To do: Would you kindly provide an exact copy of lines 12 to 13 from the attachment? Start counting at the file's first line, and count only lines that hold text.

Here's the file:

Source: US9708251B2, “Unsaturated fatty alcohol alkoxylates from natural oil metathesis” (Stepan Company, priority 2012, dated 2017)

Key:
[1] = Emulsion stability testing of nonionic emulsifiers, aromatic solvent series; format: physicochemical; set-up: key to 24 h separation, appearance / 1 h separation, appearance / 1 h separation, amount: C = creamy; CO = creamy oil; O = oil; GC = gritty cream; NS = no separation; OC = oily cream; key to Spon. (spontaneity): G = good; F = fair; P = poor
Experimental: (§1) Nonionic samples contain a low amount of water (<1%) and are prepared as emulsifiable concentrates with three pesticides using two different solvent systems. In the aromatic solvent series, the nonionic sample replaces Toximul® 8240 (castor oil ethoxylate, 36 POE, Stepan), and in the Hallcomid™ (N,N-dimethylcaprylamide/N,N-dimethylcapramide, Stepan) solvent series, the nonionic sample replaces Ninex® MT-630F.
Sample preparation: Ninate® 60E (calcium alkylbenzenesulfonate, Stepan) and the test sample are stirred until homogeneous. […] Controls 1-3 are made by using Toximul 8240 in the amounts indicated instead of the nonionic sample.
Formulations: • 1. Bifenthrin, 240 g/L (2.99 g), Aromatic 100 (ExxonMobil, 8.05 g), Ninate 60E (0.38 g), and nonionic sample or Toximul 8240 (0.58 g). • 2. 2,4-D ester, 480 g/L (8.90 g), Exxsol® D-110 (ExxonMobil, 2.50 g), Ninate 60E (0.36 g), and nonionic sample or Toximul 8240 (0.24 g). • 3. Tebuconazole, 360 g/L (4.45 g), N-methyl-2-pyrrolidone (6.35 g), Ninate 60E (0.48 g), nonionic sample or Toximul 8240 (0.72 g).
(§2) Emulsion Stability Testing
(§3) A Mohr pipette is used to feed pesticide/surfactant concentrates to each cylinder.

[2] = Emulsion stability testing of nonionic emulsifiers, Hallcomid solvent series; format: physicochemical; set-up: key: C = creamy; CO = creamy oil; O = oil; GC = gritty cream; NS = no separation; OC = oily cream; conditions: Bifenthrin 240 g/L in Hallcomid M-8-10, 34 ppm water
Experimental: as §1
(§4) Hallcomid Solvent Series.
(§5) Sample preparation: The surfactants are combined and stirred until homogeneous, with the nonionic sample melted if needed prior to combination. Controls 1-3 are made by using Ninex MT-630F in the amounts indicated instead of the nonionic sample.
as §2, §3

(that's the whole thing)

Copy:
(§5) Sample preparation: The surfactants are combined and stirred until homogeneous, with the nonionic sample melted if needed prior to combination. Controls 1-3 are made by using Ninex MT-630F in the amounts indicated instead of the nonionic sample.
as §2, §3